The monastery at Kildare

Daily Reading for January 31

“And who can describe in words the supreme beauty of this church, and the countless wonders of that minster—of that city as we may say, if it can rightly be called a city when it is surrounded by no circuit of walls? But because countless people come together in it, it earns the name ‘city’ from the gathering of crowds there. This city is supreme and metropolitan, in whose suburbs, which holy Brigit marked out with a precise boundary, is feared no mortal adversary nor onslaught of enemies. But it is the safest city of refuge, with all its external suburbs, in the whole land of the Irish for all fugitives. . . . And who can count the varied crowds and countless peoples flocking together from all provinces? Some come because of the abundance of feasts, others to obtain healing of their ailments, others to stare at the crowds; others bring great gifts and offerings to the celebration of holy Brigit’s birth.”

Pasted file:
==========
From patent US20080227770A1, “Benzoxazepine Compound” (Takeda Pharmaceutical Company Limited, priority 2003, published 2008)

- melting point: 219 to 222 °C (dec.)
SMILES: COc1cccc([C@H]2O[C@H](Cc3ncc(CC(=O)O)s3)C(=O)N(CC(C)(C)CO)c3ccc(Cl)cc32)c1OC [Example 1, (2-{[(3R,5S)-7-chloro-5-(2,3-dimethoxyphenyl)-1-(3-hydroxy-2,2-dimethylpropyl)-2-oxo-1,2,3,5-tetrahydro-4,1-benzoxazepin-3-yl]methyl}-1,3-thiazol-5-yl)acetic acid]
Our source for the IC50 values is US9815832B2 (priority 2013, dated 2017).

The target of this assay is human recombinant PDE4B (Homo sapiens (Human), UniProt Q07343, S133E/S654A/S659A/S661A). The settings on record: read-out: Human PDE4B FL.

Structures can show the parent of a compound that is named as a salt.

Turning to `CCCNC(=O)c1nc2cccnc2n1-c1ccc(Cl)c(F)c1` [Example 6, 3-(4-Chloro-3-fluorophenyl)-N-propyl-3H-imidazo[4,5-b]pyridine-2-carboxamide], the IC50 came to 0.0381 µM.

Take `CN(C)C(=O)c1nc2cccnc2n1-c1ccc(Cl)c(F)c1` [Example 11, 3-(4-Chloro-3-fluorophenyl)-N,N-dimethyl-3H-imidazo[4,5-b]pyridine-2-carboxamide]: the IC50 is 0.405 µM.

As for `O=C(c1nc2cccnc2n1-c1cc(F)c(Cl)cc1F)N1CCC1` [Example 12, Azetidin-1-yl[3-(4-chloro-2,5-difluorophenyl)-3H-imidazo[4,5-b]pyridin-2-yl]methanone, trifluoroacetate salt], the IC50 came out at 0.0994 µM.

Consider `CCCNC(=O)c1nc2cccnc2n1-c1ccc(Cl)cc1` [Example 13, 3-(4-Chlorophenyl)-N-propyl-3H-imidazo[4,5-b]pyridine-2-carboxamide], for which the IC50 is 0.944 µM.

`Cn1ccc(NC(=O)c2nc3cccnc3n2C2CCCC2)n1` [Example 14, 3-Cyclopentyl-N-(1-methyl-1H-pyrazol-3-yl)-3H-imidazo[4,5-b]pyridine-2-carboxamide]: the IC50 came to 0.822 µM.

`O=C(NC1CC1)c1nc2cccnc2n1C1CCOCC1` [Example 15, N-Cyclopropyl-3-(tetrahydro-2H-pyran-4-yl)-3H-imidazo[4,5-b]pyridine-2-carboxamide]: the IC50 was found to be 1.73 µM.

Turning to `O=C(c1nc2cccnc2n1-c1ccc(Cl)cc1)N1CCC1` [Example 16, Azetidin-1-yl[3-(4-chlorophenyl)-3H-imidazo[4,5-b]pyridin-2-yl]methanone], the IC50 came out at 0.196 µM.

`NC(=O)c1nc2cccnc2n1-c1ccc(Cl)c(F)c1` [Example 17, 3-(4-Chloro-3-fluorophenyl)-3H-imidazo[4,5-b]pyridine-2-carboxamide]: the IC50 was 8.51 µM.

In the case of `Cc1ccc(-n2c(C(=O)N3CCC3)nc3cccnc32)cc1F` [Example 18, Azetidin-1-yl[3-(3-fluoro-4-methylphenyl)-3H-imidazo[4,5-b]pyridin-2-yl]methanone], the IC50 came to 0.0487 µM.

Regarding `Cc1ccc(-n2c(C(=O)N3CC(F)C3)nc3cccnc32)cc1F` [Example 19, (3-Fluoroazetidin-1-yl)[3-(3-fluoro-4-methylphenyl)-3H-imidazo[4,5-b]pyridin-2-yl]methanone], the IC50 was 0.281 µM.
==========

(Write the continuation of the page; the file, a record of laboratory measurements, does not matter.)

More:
Thus the seventh-century Irishman Cogitosus praised Kildare. He was writing in a tradition, suffused with biblical conceptions of cities of refuge and the heavenly city, which presented the minsters of Ireland as places of safety, centrality, and popular resort as well as places of cult. The main centres of early Christian Ireland were indeed its monastic sites, and several of them have now yielded archaeological evidence for complex zoning of activities, including specialized craft production and industry, during the seventh to ninth centuries.

From The Church in Anglo-Saxon Society by John Blair (Oxford, 2005).

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